In the kitchen
Keep your dog out of the kitchen when you are cooking. Dogs are naturally interested in human activity, and accidental spills of hot fat or oil and boiling water can cause horrific injuries that can leave permanent damage.
Dogs that eat bread dough as it is rising experience initial discomfort as the dough rises in the stomach, and may then be poisoned by chemicals produced as the dough ferments. Homemade playdough can be even more dangerous because of its high salt content.
Giving mineral supplements to big dogs to encourage healthy bones may actually cause bone and joint problems. If you have a large or giant breed puppy, such as a Great Dane, discuss a feeding plan with your vet, as there is some evidence that excessive feeding may cause bone and joint diseases.
Chocolate can be toxic, sometimes in quite small quantities. Dark chocolate, cooking chocolate and cocoa powder, can all make your pet unwell. Milk chocolate is less dangerous, but can produce symptoms depending on the amount.
A medium sized bar eaten by a small dog can be enough – so be wary at Christmas when dogs may chew through wrapping. Symptoms include: vomiting, restlessness, twitchiness and walking difficulties. Some cases are fatal. Raisins and grapes can sometimes – but unpredictably – cause serious poisoning, so are best avoided. Macadamia nuts and onions – raw, cooked or growing – are also poisonous. Sugar-free products such as chewing gum, which contain the sweetener Xylitol, can cause a disastrous fall in blood sugar levels and collapse, which may result in death. Always contact your vet if you think your pet may have eaten any of these foods.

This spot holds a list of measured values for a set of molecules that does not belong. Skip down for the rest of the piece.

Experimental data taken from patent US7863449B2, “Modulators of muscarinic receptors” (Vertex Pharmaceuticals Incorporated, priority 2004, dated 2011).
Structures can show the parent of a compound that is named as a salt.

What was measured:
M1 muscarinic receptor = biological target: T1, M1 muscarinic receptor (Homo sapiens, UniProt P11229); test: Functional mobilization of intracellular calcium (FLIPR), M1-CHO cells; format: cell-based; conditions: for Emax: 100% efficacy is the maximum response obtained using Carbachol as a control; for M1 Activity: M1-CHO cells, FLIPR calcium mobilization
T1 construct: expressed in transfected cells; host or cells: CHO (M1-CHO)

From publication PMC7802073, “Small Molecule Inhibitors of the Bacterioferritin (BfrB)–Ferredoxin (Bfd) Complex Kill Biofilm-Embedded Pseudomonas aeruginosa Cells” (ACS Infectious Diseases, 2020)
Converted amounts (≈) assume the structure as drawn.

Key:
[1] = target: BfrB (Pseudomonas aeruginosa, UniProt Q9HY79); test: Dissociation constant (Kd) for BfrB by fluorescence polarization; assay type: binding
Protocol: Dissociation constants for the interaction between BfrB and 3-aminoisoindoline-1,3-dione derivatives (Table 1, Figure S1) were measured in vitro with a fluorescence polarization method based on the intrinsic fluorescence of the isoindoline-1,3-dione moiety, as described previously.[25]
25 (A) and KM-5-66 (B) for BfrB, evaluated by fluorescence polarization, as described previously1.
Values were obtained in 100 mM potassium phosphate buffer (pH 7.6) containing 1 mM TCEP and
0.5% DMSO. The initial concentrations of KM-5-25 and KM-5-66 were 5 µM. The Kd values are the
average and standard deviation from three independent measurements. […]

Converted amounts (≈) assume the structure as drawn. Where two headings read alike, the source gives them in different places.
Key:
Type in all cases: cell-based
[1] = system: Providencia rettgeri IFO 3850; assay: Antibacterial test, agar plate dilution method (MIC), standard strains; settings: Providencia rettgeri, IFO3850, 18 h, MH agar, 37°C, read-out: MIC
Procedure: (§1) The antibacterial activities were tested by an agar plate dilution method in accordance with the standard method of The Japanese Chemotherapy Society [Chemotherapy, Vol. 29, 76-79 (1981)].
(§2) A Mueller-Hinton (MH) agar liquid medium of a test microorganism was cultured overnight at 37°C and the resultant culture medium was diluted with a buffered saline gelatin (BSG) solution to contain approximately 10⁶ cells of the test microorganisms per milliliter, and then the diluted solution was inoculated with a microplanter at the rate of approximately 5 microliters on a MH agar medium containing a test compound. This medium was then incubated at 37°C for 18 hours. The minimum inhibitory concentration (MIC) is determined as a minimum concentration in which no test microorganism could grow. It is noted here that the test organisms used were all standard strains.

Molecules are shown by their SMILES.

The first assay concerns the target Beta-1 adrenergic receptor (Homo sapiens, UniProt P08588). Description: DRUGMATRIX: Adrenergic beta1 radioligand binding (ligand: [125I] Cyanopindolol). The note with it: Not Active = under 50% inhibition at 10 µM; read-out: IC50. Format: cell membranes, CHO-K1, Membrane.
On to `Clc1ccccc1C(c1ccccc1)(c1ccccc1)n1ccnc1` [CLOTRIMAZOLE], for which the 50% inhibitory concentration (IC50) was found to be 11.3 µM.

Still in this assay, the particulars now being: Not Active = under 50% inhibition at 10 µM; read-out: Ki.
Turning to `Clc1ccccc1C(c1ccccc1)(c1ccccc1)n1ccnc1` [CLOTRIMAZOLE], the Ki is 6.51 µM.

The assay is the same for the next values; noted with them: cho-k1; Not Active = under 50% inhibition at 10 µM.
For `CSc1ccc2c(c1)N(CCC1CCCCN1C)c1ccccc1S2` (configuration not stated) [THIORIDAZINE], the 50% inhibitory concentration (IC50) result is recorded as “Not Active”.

In the garden
There is an endless list of poisonous plants. It is best to keep an eye on your dog when he is out, and avoid letting him chew on anything. If you see your dog chewing a plant, distract him with a favourite toy – chasing him and shouting can convert plant chewing into a dangerous game. Azalea, daffodil, dieffenbachia, rhododendron, sago palm and yew are among the more toxic plants encountered. Horse chestnut twigs, leaves, and conkers can also be poisonous.
Bone meal can cause gastric intestinal upsets even when eaten in small amounts, and may also contain toxic insecticides or fertilisers. Large quantities can produce a blockage of the bowel. If you are gardening with bone meal, the smell can attract the interest of “dogs that dig”, which may be unfortunate if what you are planting is toxic, such as daffodil or autumn crocus bulbs. Snacking from the compost heap can cause illness – the moulds in decaying compost can produce vomiting, twitching, tremors and worse.